Established plants make networks of feeder roots near the soil surface, where they can take advantage of more natural frequent light waterings. Here on the Pacific Slope especially entire forests of giant trees exist because fog drip and occasional light summer showers are enough to get them by.

    While yours have their roots mostly inside or near the original soil balls you will want to concentrate on keeping that area constantly moist (but not wet). Poke around inside them a bit to see how they are doing.
     
  6. Millet

    Millet Well-Known Member 10 Years

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    The "bath tub effect is greater the larger the hole (to a point) and the poorer the drainage of the local soil, especially when there is a shallow hard pan present. - Millet (`.326-)
     
  7. Ron B

    Ron B Paragon of Plants 10 Years

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    I've never seen the size of the non-draining hole being given any particular importance before and cannot see how it would be significant. If the plant ends up sitting in a mire, it does not matter if it is 6" wider than the rootball or 6'. The critical factor is that the plant is being drowned. Big enough to hold water around it is big enough to be a problem. The water table will not go higher because the hole is wider.
     
  8. Millet

    Millet Well-Known Member 10 Years

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    Ron, commonly, many people thinking they are helping a new planting, normally dig an extra large hole thinking that they are making a lot of room for the tree's roots system to grow. Then to make matters worse, they often will add peat moss or other artificial medium to "help" the tree to prosper. In doing this, most people tend to dig the hole much wider then 6 inches. Anyway, we have beat this thread to death, and I do not intend to revisit this thread again. Have a good day. - Millet (1,326-)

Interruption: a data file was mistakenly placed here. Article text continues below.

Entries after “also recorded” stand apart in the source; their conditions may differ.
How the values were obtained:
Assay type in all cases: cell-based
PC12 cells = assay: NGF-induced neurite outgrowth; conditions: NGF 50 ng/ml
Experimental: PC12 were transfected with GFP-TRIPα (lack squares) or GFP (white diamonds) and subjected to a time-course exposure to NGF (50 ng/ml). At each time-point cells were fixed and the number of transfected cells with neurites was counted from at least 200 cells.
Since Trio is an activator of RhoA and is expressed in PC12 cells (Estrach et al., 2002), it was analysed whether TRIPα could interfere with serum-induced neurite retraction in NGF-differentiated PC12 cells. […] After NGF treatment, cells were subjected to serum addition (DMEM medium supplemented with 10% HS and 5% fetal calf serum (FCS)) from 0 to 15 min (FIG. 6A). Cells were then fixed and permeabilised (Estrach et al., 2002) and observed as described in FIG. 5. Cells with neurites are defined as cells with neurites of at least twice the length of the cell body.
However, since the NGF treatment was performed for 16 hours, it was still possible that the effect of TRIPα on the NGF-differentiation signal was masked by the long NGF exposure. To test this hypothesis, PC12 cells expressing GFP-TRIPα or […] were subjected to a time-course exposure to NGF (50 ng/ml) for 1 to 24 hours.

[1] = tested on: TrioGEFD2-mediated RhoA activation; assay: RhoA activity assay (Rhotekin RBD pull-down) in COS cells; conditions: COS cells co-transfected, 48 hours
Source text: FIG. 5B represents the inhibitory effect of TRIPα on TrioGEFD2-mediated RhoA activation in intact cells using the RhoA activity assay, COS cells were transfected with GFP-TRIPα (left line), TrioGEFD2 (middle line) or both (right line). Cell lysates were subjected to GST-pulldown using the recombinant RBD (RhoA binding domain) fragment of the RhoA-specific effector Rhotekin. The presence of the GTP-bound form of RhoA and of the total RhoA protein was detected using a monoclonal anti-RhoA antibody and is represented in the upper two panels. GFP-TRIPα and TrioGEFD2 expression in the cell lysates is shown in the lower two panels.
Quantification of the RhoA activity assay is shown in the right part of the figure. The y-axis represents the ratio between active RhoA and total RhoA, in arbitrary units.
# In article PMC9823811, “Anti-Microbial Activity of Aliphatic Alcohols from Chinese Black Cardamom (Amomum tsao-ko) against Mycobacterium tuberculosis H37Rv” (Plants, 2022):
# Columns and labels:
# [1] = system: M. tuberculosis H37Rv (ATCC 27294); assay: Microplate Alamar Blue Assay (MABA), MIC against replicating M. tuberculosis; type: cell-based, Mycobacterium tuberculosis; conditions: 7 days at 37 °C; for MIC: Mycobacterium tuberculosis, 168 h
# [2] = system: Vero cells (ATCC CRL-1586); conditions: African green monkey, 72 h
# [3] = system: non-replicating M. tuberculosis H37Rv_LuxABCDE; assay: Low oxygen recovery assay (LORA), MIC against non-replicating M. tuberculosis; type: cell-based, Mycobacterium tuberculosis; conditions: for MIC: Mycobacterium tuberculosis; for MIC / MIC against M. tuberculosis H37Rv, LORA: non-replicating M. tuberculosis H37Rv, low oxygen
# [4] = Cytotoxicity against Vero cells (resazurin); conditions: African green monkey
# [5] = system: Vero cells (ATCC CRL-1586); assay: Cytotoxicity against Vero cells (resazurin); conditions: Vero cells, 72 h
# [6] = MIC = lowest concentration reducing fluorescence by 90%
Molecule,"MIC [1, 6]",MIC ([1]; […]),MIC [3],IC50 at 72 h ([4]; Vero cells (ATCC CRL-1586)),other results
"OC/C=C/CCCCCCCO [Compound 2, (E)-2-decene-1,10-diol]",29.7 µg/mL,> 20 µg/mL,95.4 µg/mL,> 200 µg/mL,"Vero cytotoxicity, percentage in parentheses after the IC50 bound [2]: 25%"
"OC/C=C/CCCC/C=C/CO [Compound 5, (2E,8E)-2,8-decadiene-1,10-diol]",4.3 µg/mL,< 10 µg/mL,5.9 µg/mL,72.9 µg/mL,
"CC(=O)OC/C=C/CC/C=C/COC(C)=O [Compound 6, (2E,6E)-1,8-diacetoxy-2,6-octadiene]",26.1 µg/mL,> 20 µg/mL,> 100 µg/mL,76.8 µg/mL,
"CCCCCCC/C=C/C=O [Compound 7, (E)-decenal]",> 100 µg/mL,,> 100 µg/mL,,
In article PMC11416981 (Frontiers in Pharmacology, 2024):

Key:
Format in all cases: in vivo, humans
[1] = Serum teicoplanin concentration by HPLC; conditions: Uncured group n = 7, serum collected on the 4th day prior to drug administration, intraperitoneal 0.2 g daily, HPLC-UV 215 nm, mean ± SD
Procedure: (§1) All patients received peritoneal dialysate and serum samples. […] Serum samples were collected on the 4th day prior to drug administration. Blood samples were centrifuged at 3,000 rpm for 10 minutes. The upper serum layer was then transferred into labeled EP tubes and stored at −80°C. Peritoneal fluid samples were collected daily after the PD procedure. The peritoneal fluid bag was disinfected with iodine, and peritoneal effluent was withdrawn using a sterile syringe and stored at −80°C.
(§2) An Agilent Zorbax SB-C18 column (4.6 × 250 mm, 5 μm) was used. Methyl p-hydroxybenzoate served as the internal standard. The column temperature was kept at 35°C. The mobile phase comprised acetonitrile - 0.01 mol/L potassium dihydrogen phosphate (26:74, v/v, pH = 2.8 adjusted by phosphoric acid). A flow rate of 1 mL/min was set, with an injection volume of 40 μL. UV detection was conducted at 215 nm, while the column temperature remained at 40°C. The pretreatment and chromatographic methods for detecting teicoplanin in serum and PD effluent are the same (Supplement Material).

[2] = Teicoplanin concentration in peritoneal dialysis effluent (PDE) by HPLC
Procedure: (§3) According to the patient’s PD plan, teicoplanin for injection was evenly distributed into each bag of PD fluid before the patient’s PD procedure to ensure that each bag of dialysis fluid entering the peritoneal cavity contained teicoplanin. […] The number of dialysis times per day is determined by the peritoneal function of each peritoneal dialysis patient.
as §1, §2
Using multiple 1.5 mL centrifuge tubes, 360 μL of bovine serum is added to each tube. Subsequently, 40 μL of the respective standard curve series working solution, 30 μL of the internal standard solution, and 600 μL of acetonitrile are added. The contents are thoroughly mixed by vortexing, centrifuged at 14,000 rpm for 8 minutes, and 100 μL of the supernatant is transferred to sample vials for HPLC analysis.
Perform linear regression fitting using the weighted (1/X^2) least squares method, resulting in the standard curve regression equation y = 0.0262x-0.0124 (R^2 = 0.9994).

9. westcoastcandy

    westcoastcandy Member

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    Thanks for all your advice - very helpful. We will dig around in them tonight and go from there.
     
  10. Ron B

    Ron B Paragon of Plants 10 Years

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    Yes: amending of the backfill is the problem, not the increased size of the hole. In fact, if enlarging the hole to the point of making it a bed is done that may instead produce a successful result:

    Use no soil amendments except in very specific conditions of raised or amended beds for plants with very limited root systems. If the existing soil is very poor, remove and replace with good field soil or place at least six inches of good field soil on the surface. However, you should match soil types as backfilling with a good sandy loam in a heavy clay will serve as a collection point for water and the roots will suffocate. Soil amendments in a small planting hole do not assist plant establishment and growth. It is better to use the amendments as a mulch. The only exception is where the entire plant root zone for many years can be amended

    --C.E. Whitcomb, Establishment and Maintenance of Landscape Plants (1987 (1991), Lacebark Inc., Stillwater)